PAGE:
Patios are a key part of outdoor living in WA and hence a feature of most WA residential properties. Some patios are grandiose affairs costing tens of thousands of dollars and some are very economical structures. Whatever the structure, there are some key issues to consider when buying a residential property in WA.
1 What are we talking about?
A patio is an outdoor space generally used for dining or recreation that adjoins a residence. The focus of this article are those patios that are actually attached to the residence.
2 What are the regulations?
While checking with the local council is important, the general rule is that any structure attached to the house will require council approval. The building permit application process will generally require:
- Formal plans to be prepared
- Engineering sign off
- The structure will need to be built in accordance with the Building Code of Australia and applicable Australian Standards.
In general, all of the above are relatively easily to achieve as long as the builder follows the required steps. That is, of course, if a builder actually constructs the patio. The challenge being that many patios are constructed by property owners or tradesmen who may not be aware of their construction obligations.
3 So what are the issues?
Well-constructed patios add value to a property and provide real benefit to the property occupants over many years when they are constructed well. Sadly we come across a number of patio issues.
3.1 Not constructed to Code
Because patios appear to be relatively simple structures there are many Bunnings warriors who feel that they can simply construct a patio without a building permit. How hard can it be to put some posts in the ground, rafters to the house with some tin on the roof?
The Building Code is there to ensure that these types of structures are structurally sound on both a sunny Sunday afternoon and during the midst of a violent winter storm when appropriate tie downs become absolutely key to ensure you patio does not end up on your neighbour’s roof.
A quality WA Registered Builder can ensure that your patio is built in accordance with the approved building permit and the Building Code. Sadly, these very specific components are not always understood by the weekend warriors (or some tradesmen!)
3.2 Planning approval?
Just because a structure requires planning approval does not mean that planning approval has been obtained. The majority of WA Cities and Shires will only provide copies of building permits to the current owners of a property and in the main these will take two weeks to obtain from the day an application is made. Planning approval documents will almost never be provided to a building inspector undertaking pre-purchase building inspections.
Anecdotal evidence suggests that there are a significant number of non-approved structures built in the backyards of WA residential properties, built both within and outside of the requirements of the Building Code.
Where a structure has not been built to Code, the majority of structures should be able to be remediated to bring the structure back into code. Where a structure has been built without a building permit, retrospective approval can generally be obtained by following a similar process to the planning approval process, noting that costs including potential remediation costs to bring the structure up to Code may be required.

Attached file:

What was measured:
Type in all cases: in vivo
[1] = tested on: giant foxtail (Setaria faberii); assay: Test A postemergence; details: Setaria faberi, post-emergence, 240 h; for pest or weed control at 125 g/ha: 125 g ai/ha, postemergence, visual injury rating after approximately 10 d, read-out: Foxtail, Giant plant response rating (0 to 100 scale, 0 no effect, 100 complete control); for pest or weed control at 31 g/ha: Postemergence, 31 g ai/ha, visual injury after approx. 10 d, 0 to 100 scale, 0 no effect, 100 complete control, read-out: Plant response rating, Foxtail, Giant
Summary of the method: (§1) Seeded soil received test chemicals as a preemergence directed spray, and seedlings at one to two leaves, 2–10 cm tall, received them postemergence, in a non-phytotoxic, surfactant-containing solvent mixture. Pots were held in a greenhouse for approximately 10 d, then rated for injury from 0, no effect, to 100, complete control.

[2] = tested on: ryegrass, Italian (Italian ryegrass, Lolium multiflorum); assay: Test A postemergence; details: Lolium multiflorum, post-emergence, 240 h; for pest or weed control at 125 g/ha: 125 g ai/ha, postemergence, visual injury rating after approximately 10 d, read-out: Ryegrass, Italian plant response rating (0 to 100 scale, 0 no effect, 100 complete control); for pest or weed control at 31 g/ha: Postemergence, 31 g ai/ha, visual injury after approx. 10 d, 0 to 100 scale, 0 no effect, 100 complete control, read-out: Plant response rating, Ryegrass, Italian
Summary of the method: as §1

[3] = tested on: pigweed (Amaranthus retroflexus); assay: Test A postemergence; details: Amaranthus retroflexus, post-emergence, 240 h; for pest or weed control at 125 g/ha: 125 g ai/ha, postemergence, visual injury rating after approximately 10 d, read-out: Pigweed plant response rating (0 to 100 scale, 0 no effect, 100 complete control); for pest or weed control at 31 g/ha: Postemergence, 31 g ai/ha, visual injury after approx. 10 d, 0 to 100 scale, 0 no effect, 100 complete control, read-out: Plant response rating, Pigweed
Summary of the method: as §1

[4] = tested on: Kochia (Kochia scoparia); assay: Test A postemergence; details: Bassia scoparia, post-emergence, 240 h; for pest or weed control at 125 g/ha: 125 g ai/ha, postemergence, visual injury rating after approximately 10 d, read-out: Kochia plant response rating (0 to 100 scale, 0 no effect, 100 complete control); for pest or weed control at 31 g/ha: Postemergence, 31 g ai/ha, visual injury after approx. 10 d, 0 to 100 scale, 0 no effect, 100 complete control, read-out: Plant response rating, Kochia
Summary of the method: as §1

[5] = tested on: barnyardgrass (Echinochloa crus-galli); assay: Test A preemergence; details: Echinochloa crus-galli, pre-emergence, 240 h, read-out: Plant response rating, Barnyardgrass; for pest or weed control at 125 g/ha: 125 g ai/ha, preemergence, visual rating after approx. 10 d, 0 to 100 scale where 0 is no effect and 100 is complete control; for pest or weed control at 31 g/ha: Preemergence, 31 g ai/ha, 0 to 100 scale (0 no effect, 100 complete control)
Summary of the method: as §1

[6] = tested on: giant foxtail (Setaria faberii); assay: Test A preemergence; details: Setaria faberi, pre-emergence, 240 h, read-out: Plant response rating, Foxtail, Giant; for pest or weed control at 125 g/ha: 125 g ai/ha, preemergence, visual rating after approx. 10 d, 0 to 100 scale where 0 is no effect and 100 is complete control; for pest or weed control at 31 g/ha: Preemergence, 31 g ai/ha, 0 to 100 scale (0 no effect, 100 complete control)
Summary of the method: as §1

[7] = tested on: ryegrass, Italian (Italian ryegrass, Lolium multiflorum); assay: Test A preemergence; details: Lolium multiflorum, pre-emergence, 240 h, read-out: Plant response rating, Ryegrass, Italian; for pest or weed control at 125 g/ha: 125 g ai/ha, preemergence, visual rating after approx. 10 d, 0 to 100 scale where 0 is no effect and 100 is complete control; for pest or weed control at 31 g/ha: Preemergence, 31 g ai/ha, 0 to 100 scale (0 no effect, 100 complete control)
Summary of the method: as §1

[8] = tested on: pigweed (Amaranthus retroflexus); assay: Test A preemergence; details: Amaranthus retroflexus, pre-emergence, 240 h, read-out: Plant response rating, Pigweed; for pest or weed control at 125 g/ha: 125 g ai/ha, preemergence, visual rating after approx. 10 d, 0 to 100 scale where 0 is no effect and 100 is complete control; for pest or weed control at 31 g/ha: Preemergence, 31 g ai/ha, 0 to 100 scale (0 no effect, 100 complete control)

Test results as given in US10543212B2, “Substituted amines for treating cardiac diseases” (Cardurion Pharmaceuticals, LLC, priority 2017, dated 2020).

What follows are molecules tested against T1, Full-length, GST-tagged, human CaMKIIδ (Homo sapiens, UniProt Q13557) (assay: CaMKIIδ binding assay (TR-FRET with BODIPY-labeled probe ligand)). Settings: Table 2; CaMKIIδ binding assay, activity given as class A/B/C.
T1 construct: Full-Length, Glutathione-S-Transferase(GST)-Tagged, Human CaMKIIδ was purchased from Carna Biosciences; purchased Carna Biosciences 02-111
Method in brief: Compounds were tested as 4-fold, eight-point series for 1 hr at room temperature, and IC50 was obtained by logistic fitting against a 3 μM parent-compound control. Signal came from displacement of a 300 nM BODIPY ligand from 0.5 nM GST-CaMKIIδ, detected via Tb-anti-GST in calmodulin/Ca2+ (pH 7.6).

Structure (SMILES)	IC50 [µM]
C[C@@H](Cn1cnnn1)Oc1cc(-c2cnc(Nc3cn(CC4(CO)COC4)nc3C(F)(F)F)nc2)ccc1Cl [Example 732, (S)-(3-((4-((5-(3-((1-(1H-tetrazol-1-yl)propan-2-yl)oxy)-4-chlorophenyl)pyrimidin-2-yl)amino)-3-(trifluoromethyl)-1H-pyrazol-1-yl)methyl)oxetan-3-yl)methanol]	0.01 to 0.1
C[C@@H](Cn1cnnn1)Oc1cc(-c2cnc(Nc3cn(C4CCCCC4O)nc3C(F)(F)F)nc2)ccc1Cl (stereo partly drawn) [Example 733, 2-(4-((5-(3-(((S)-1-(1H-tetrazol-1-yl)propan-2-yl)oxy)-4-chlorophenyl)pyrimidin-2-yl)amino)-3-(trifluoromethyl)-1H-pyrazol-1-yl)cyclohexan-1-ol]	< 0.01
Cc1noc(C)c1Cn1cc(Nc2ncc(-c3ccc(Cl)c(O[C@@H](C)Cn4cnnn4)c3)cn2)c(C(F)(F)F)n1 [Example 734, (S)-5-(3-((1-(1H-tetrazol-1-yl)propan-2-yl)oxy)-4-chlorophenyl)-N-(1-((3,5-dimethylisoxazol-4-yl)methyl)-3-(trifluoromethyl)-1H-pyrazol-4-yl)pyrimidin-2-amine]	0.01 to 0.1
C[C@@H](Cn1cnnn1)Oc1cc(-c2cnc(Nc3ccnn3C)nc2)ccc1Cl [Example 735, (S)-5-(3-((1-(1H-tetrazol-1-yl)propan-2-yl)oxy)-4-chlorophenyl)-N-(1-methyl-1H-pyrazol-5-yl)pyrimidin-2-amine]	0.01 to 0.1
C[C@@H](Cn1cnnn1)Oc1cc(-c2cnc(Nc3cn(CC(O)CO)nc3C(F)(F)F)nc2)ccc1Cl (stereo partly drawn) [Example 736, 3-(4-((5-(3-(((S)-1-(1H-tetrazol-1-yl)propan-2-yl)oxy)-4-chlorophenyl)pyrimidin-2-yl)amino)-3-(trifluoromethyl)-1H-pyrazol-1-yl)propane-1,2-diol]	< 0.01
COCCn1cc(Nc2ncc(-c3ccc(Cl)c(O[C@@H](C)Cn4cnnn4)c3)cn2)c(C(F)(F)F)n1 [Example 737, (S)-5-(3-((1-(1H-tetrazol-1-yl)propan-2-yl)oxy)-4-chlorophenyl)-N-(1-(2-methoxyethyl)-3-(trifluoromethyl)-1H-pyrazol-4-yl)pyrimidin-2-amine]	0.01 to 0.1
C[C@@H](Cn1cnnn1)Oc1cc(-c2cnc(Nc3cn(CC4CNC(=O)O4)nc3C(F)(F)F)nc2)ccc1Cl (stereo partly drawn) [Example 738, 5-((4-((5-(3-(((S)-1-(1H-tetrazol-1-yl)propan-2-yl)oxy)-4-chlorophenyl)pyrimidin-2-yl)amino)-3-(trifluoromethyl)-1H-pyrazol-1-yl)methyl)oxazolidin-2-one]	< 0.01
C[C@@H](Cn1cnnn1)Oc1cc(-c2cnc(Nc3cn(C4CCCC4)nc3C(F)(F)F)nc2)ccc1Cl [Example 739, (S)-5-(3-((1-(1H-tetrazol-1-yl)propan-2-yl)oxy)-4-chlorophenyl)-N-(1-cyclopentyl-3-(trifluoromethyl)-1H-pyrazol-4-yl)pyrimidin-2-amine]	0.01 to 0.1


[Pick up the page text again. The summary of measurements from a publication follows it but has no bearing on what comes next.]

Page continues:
3.3 Lack of maintenance
Even if a patio has been constructed in accordance with a building permit that does not mean that it has not been maintained such that it has retained its structural integrity. Wood decay, wood rot, weathering, rust and white ants can all have a significant adverse impact on the structure.
The following are some of the issues recently identified during building inspections:
Separation of key timbers
Rafters too far apart
Unsupported roof sheeting
Wood rot to timber posts
Rusting metal stirrups that are no longer providing adequate support
Over span rafters
Rusting structural elements
Severely rusting support posts which no longer provide any support
Rafters which have not been securely fastened to fascia with appropriate brackets
4 The key issue when buying a property with a patio and the WA REIWA pre purchase structural building clause
The key issue with the often used REIWA drafted Australian Standard Pre-purchase structural inspection clause is that it can only be invoked if a structural defect is identified to the property’s residential building. While property buyers should seek their own legal advice, WA lawyers have indicated that this definition will generally exclude patios which are merely attached to a residential building. Bottom line, irrespective of a patio containing structural defects as a result of the original construction or lack of subsequent maintenance or if the patio was built without the required building permit, it is unlikely that the standard REIWA Pre Purchase building inspection clause will provide the buyer with any protection.
When you are looking at a property to purchase, have a very good look at the patio. See if you can identify any potential defects or maintenance issues. Ask the vendor/listing agent if they can warrant that planning approval has been obtained.
Don’t rely on a pre purchase building inspection to determine if planning approval has been obtained as the inspector is not authorised by the property owner to obtain past building permits and in any regard the time frames to obtain past permits is often well outside of the inspection requirements.
Don’t rely on the REIWA drafted Australian Standard Pre-purchase structural inspection clause to provide you with remedies against defective patios. They are more than likely outside of the scope of the standard clause.
A full building inspection on the entire property will at least alert you to construction or maintenance issues with a patio, even if you have to fund remediation costs yourself.